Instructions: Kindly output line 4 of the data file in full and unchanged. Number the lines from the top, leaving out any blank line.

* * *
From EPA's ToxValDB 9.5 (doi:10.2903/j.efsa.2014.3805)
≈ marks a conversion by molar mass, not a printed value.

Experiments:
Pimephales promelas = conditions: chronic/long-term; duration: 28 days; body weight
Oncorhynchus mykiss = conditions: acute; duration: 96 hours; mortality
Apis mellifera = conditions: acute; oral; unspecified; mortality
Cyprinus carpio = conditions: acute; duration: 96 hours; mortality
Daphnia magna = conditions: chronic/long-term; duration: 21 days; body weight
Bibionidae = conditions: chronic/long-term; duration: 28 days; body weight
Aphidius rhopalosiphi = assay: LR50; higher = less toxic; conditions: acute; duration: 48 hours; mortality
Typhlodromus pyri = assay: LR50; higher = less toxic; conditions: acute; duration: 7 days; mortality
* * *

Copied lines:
Pimephales promelas = conditions: chronic/long-term; duration: 28 days; body weight